No-one will be prosecuted over the death of 13-year-old Amber Peat, according to the Crown Prosecution Service.
Amber was found on June 2, 2015, after going missing for three days from the family home.
The Queen Elizabeth’s Academy pupil was found hanged in a small wooded area off Westfield Lane, less than a mile away from her home.
However, an investigation and review by the Crown Prosecution Service have resulted in a decision not to bring criminal charges.
The CPS said it would not be appropriate to name any suspects.
Following a new review of evidence on November 22, a Crown Prosecution Service spokesman said: "Following the inquest into the tragic death of Amber Peat, we have reviewed the case once more in light of the coroner’s findings and further material gathered by Nottinghamshire Police.
"After careful consideration of all the available evidence, we have concluded there is insufficient evidence to prosecute anyone for criminal offences relating to Amber’s treatment up to the time of her death.
"Amber’s relatives have been updated about the decision. Our thoughts remain with them."
When evidence not previously considered is heard by a coroner, this can be investigated by the police.
In this instance, Nottinghamshire Police referred some new evidence to the CPS and asked them to revisit the charging decision in the light of this material.
This evidence was looked at, alongside all the evidence from the original investigation. The conclusion was that the additional evidence did not materially change the earlier CPS decision from 2016.
A serious case review released in March found that although there were concerns for Amber's 'emotional well-being', her death could not have been predicted.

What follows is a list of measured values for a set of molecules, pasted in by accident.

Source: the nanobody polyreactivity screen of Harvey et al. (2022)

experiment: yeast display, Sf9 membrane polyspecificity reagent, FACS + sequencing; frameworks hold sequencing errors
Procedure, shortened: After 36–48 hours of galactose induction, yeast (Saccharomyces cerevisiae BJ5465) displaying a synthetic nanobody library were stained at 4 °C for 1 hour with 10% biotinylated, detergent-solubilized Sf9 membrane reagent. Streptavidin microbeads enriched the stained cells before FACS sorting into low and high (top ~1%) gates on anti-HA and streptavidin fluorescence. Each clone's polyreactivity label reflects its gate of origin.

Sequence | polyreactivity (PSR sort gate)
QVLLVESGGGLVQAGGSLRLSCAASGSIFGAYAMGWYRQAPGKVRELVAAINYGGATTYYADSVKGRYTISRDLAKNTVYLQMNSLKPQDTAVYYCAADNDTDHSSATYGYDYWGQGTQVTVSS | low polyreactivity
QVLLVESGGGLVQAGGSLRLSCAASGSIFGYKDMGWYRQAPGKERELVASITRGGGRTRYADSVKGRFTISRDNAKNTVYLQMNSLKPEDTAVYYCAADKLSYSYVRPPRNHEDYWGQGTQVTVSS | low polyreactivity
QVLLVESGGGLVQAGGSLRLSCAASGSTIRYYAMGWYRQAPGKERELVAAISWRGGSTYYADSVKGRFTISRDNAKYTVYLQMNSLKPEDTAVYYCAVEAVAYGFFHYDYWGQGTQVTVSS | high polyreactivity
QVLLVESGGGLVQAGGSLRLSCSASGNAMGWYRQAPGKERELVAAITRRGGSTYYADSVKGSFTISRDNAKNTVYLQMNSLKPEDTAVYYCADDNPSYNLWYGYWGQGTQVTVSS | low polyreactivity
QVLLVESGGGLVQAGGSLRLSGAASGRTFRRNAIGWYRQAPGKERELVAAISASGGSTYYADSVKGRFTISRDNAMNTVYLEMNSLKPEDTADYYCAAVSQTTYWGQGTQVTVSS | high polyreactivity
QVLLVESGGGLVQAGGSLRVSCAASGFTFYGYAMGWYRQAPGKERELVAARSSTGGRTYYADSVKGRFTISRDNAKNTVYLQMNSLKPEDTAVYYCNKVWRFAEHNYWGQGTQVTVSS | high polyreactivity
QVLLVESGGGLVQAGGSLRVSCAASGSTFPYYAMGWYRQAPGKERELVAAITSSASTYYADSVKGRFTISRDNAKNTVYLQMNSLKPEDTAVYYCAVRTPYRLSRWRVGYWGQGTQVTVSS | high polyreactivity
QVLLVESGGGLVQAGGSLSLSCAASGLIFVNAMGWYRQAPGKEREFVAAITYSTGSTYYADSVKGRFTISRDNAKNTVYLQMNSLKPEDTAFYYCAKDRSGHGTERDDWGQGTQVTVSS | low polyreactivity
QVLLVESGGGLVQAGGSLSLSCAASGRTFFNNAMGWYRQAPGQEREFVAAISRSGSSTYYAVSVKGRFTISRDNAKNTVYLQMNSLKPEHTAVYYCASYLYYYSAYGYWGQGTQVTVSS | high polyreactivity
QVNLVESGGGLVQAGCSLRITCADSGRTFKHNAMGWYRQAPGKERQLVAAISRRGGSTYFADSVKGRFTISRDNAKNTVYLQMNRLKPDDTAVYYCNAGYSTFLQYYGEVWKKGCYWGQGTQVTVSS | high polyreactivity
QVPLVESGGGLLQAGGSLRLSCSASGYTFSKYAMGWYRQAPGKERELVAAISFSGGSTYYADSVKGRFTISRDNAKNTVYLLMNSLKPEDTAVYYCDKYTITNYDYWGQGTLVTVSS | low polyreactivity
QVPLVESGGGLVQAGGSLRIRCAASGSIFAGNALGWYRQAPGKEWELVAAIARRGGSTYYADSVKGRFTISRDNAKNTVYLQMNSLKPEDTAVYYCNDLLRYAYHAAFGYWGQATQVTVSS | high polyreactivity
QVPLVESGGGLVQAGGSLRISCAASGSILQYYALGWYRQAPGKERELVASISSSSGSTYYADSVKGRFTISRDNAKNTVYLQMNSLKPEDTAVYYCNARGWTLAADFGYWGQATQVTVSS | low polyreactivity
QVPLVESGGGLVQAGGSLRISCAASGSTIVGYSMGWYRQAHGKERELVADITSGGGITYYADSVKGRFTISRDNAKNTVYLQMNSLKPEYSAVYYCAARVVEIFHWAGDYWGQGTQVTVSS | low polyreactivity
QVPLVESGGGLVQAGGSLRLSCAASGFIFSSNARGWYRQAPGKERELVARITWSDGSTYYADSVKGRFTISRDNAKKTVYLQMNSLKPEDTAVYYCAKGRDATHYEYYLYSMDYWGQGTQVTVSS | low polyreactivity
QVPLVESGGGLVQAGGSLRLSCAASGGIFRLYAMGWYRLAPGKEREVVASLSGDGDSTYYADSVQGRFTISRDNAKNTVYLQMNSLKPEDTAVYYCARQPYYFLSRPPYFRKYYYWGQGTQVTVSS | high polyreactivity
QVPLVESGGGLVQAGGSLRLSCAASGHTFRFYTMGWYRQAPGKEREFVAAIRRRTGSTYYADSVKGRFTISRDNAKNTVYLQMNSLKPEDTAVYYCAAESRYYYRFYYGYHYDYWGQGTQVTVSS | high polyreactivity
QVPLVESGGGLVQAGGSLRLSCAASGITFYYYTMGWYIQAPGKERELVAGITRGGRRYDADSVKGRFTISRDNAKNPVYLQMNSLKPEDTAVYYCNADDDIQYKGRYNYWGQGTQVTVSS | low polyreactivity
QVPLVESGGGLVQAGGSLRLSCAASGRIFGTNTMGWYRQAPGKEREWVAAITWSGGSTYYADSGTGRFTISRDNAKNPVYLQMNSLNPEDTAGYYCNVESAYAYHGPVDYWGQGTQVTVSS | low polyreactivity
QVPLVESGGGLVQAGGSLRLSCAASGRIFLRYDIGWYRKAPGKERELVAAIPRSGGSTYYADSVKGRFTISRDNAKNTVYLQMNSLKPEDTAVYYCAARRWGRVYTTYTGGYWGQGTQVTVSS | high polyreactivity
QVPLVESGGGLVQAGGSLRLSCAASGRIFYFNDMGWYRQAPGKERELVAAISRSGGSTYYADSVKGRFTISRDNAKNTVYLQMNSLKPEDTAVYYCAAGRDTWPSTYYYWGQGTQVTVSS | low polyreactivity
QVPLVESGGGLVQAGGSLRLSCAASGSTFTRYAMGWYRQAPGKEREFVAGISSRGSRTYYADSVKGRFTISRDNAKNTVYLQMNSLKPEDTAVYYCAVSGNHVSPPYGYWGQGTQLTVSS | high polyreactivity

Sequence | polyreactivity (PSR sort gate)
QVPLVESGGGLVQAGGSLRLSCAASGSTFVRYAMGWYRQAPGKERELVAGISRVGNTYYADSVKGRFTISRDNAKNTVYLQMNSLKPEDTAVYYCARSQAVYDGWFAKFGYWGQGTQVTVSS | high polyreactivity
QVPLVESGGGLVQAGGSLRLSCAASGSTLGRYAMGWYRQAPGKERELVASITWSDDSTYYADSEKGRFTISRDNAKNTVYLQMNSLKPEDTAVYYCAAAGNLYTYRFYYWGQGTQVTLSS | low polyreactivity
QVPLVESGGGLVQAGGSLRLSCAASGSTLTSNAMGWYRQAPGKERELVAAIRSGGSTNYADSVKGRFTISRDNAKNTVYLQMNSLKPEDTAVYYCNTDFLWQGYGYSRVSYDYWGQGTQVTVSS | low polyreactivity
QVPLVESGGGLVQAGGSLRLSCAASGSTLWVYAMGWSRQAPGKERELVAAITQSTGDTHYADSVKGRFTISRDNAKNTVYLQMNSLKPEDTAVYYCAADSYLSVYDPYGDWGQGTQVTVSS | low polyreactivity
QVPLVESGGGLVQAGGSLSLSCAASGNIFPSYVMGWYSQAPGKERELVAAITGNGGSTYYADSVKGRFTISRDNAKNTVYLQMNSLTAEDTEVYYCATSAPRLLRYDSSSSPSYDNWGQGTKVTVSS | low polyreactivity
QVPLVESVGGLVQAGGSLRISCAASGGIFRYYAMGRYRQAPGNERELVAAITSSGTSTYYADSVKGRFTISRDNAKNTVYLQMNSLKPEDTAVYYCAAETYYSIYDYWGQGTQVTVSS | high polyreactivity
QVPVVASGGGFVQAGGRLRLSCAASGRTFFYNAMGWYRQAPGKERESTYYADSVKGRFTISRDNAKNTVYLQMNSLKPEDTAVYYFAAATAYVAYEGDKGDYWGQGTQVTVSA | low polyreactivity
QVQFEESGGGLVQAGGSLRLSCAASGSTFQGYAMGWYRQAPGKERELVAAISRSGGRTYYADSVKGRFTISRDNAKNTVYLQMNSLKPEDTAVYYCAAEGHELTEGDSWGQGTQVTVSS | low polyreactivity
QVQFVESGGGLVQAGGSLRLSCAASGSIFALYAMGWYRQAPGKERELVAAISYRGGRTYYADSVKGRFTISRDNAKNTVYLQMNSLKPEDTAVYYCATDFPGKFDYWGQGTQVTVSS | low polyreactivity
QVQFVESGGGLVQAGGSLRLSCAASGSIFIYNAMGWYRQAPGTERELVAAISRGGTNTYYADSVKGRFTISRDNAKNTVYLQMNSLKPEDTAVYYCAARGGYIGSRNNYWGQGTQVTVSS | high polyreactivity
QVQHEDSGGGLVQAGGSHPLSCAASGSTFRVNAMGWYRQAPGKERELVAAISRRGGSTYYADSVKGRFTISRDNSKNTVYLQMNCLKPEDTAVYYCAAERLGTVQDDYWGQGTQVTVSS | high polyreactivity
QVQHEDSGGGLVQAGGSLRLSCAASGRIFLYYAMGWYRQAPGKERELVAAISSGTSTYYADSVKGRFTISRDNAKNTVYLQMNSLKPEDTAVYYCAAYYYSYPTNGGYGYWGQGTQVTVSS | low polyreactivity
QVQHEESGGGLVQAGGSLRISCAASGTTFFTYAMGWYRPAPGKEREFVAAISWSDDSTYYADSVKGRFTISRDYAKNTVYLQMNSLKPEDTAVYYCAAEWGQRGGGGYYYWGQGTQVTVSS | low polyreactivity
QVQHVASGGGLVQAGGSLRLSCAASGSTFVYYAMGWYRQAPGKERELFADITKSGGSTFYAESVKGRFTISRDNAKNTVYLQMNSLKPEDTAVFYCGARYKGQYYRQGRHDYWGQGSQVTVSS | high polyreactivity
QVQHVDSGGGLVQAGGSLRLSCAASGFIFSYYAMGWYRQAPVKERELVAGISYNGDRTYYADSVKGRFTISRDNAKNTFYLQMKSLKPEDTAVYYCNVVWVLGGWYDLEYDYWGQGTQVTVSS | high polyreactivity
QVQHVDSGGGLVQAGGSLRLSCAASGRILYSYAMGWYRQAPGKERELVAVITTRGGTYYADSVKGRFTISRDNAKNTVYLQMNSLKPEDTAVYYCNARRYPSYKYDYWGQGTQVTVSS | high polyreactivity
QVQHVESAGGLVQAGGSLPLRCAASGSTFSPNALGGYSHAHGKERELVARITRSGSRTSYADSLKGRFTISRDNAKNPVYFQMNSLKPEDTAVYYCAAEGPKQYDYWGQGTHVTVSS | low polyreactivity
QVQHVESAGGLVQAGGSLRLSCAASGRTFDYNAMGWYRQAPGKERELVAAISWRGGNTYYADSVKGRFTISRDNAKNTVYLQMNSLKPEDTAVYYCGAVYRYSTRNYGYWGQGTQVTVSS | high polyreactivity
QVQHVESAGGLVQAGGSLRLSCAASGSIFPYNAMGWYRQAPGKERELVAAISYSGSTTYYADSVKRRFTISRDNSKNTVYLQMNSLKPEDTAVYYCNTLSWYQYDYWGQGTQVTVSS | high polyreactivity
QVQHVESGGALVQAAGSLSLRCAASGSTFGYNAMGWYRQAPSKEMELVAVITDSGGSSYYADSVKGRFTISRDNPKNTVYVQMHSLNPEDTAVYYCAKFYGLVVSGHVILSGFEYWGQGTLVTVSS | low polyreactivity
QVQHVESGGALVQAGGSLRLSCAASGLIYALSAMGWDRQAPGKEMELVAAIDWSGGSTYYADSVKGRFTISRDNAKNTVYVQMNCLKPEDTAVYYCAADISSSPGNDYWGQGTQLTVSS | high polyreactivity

The report said Amber felt like she was to blame for many difficulties within the family, while and information-sharing between organisations was found to be 'limited'.
And an inquest in February heard the schoolgirl was described as 'bright and outgoing', but she appeared withdrawn when with her mother, Kelly Peat and stepfather Daniel Peat.
The inquest was told that Amber ran away several times when the family lived in Tibshelf and Mansfield.
But the coroner suggested it was "significant" that this never happened while Mr Peat was in prison, serving time for fraud.
Her mother suspected her of "attention-seeking" on the last night Amber left home following an argument. The disappearance was reported to police seven hours later, after the couple visited a Tesco and a car wash.
The coroner recorded a narrative conclusion on Amber but criticised health, education and social care teams in Notts and Derbyshire.
The coroner said Amber was failed by organisations which should have protected her.